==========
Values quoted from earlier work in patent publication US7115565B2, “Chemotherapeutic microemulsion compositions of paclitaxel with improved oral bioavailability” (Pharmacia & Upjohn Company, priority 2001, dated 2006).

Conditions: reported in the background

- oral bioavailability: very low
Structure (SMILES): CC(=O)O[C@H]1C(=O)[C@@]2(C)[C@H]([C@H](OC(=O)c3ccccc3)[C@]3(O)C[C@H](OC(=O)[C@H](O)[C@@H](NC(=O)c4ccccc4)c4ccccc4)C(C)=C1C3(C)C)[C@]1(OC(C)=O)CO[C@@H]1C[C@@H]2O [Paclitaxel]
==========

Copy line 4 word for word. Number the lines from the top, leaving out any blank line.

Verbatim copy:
Structure (SMILES): CC(=O)O[C@H]1C(=O)[C@@]2(C)[C@H]([C@H](OC(=O)c3ccccc3)[C@]3(O)C[C@H](OC(=O)[C@H](O)[C@@H](NC(=O)c4ccccc4)c4ccccc4)C(C)=C1C3(C)C)[C@]1(OC(C)=O)CO[C@@H]1C[C@@H]2O [Paclitaxel]